The essence of a successful organizational structure? In Kartik Raina’s (COO, Dalmia Consumer Care) words, the essence lies in defining the modal points of interface, support level for manpower, enabling and catalyzing talent, providing adequate support for information technology and support levels for node infrastructure. These were some of the thoughts discussed in Alliance India’s daylong seminar on ‘Corporate Restructuring-Readying the Enterprise to Meet Future Challenges’ in Mumbai on February 11, 2003.
The seminar featured the likes of Kartik Raina (COO, Dalmia Consumer Care), Arvind Mishra (Partner, Ernst & Young), Jagdish Kapoor (Chairman, HDFC Bank) and Advait Kurlekar (Director, Management Consulting, CEDAR Enterprise). The purpose of the seminar was to identify the need for corporate restructuring in the dynamic social ethos, the key considerations of financial restructuring, effective strategy planning and the must haves for a customer centric organizational structure.
In the session on ‘Creating a Customer Centric Organizational Structure’, Raina dwelt on the necessity of people management and conflict control. He said, “Choosing the relevant HR strategy is vital in the scheme of things. There is a need for choosing the right HR associates/partners and for identifying the gaps inherent in the organizational structure. A good HR person is one who diminishes the need for human resource in the first place. Recognition/Reward Ethos is vital, as is the need to implement development plans.
“In addition, when it comes to consumer feedback and evaluation, we need to note the distinction between ‘need to know’ and ‘nice to know.’ There needs to be adequate impetus for information technology, adequate training to develop man power, review frequency and the ability to handle bad news within an organization.”
Arvind Sharma (Partner, Ernst & Young) started his presentation on ‘Leadership and Change’ by quoting Joel Barker: “A leader is a person others opt to follow to a place they would not have gone by themselves.” Sharma highlighted the importance of organizational leadership because of the challenges faced by organizations today. He asserted, “A leader within the corporate field needs to set aggressive targets, long term goals and needs to touch base with the employees on a one-to-one basis. There needs to be no bulldozing or intimidating of the employees and the reality lies in the questions posed by employees. A leader needs to have adequate conviction and passion, needs to have a certain amount of trust in his people in addition to the expertise. It must be remembered that often the idea is more motivating than the individual itself.”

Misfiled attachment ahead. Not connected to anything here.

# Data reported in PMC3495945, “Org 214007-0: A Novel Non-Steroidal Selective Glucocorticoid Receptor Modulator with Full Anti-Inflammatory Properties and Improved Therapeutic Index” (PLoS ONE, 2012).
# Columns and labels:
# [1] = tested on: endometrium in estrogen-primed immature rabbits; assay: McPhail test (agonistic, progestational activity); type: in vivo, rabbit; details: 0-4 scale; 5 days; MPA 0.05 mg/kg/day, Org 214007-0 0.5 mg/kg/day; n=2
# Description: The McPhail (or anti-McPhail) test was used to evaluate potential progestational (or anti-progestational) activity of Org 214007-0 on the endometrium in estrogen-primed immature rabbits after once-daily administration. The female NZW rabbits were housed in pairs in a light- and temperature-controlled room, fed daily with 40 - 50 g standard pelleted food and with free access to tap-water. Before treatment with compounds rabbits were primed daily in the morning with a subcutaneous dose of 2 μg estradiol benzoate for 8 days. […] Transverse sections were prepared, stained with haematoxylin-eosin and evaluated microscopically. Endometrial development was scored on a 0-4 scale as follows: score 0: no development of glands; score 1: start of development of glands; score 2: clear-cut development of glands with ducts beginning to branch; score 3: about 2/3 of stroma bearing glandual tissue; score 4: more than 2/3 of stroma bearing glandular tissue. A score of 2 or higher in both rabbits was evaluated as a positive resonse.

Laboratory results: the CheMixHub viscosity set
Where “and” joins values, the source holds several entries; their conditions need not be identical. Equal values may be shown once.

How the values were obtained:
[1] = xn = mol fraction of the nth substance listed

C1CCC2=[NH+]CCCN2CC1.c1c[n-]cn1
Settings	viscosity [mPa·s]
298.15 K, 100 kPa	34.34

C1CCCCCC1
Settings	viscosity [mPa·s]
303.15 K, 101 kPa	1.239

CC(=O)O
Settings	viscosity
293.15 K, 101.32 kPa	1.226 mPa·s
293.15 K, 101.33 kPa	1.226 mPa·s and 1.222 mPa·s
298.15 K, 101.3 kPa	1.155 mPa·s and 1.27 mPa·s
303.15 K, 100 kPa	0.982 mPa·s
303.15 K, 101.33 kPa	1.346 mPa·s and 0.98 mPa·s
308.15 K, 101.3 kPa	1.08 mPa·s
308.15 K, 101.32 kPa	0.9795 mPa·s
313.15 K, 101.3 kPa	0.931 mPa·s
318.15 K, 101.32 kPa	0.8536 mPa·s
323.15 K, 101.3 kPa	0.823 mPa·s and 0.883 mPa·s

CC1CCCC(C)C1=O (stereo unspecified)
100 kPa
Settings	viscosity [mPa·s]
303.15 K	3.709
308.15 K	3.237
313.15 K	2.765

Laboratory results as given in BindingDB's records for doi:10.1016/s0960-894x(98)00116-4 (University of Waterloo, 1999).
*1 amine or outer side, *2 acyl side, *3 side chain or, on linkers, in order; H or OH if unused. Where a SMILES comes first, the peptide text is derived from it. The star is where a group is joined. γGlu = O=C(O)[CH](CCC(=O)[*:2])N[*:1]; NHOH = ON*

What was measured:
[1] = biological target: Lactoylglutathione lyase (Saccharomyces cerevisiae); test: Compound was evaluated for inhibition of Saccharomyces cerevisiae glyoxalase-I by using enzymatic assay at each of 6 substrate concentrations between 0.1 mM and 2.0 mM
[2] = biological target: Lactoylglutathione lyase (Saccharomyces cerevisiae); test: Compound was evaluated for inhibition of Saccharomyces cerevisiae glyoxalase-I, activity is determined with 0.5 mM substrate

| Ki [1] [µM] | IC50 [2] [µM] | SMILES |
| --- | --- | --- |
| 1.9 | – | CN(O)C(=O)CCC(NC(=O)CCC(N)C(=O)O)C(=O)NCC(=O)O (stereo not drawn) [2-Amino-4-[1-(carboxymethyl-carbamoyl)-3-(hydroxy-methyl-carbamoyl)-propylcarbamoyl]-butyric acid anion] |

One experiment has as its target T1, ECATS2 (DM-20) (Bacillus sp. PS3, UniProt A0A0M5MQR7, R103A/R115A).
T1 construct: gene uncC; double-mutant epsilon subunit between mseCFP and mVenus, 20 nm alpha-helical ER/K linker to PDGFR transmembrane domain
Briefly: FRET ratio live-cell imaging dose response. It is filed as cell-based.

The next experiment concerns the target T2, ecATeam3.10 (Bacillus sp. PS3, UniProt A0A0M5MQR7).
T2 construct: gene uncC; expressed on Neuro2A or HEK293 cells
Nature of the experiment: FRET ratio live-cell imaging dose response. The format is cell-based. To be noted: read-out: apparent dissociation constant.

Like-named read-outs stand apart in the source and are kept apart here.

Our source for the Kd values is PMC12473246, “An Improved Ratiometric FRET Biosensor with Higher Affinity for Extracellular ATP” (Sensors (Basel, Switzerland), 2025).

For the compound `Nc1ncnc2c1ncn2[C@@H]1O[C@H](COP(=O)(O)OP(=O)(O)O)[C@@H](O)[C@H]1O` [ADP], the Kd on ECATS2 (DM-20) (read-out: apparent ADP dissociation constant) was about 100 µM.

Sharma added, “The problems lie in the fact that 67 per cent of the top management does not directly meet the customers. Also, they are not able to verbalize the selling point of the brand. Leadership ought to show in all aspects, such as planning, direction and control, operations, technology and information, processes and finance. However, it must also be remembered that leadership supersedes strategy and technology processes. Even the best strategy wouldn’t work if you have less than exceptional leadership.”
Sharma summed up a leader in the corporate field as an individual who sets organizational direction and values, monitors and evaluates performance and growth, understands customers and employees, serves as an anchor for employees to rally around and acts as the spearhead of change.
J. J. Irani (Director, Tata Sons Ltd.) made a presentation on ‘ The need for Corporate Restructuring in the dynamic environment’; Jagdish Kapoor (Chairman, HDFC Bank) spoke on ‘Financial Restructuring - Issues and Key considerations’ while Advait Kurlekar (Director-Management Consulting, Cedar Enterprise) dealt with ‘Effective Strategic Planning-Transforming Vision and Mission into reality’.